A 1790 engraving depicting Washington's 1789 inauguration at the original Federal Hall
From Federal Hall, we continued east on Wall Street to the corner of Water Street, where we caught the M15 bus north to the corner of Madison and Catherine at the entrance to Chinatown.  Oddly, we were there to visit a historic New York synagogue.
Eldridge Street Synagogue
Now a national historic landmark, the Eldridge Street Synagogue was built in 1887 before European Jews moved out and an immigrant community from China moved into the neighborhood.  It was the first great house of worship built in America by Eastern European Jews.  A small group continues to worship there weekly.  

Between 1881 and 1924, more than 2.5 million Jews from Eastern Europe immigrated to the U.S.  Nearly 80% settled on New York’s Lower East Side.  The Eldridge Street Synagogus’s grand design and obvious religious symbols proudly announced the Jewish presence in this immigrant neighborhood.  For many immigrants, it was the first time they were able to worship freely and openly.
Eldridge Street Synagogue interior
By the 1950s the congregation had shrunk, and Jews moved away from the Lower East Side.  Eventually it became too expensive for the much smaller congregation to maintain the physical building and it fell into severe disrepair, on the verge of collapse.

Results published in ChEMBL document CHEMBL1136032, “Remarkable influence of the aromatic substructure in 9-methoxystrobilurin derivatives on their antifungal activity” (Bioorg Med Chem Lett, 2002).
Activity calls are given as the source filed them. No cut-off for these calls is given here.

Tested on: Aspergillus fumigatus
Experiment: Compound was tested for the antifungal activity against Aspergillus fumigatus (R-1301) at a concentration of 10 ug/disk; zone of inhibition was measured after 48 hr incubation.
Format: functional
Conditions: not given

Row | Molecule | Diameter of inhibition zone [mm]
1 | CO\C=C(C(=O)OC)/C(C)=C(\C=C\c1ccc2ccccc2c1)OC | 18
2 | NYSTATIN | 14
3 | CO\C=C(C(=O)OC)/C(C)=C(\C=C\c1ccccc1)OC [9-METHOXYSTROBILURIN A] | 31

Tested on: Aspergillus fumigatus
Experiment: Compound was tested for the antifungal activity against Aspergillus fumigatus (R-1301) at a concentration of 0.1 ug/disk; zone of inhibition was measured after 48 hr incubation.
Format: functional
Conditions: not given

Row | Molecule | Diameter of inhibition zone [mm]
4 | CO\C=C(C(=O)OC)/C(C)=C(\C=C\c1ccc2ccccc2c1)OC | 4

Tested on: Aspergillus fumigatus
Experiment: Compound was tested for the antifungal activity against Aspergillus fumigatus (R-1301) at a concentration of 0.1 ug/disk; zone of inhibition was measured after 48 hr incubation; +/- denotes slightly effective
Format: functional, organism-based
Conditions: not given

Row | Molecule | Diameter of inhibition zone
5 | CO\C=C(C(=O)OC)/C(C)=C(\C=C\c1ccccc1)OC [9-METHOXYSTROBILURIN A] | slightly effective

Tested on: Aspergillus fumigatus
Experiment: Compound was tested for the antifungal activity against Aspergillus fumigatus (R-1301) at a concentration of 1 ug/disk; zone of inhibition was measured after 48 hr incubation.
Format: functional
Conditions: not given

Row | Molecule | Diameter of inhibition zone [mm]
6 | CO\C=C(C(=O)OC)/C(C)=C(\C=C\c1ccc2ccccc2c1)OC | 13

In 1986, a project was initiated to restore the synagogue building and open it to the public.  Twenty years later, the massive restoration was completed.  The synagogue’s design combines many styles including Gothic, Moorish, and Romanesque.  
The museum is housed in an old tenement building closed to residents in 1935.
After a brief lunch break, we checked out the Lower East Side Tenement Museum at 97 Orchard Street, which memorializes the historic living conditions of immigrants in the nineteenth and early twentieth centuries.  Tours are offered of recreated homes and businesses inside the museum's two restored historic tenement buildings.
As close as we were permitted to get to New York city hall
In search of a letterbox, we made our way to New York's City Hall.  When we asked an NYPD guard about visiting city hall, he said it was closed to the public.  Only those with official business can enter City Hall park. That just seemed wrong for what is by definition a public building belonging to the citizens of New York.
Ready for some rest, we took the R train north to 49th Street and stopped by the Times Square TKTS booth on the way back to our room at the Doubletree.  After a rest, we went out and had a mediocre dinner at a restaurant near the hotel before walking over to the Cort Theatre for the evening performance of Sylvia.
Matthew Broderick and Annaleigh Ashford in Sylvia
On the surface, the play is about Greg, a married man in Manhattan who bonds with a stray dog in Central Park who has a tag around her neck saying Sylvia.  He takes her home, much to the consternation of his wife.  As Greg, Matthew Broderick's performance was dull and wooden.  His tone, pace, volume and intonation defined monotony.  He seemed to have no connection with other actors or his devoted fans.  
In contrast, Annaleigh Ashford, who played Sylvia, was convincing as the canine, dashing about in fanciful doggy-like couture, and spouting a constant impulsive stream-of-consciousness dialogue.  She hilariously sniffs strangers' crotches and butt-scoots across the carpet.  And for us, she saved the production.  Our accolades definitely went to the "dog."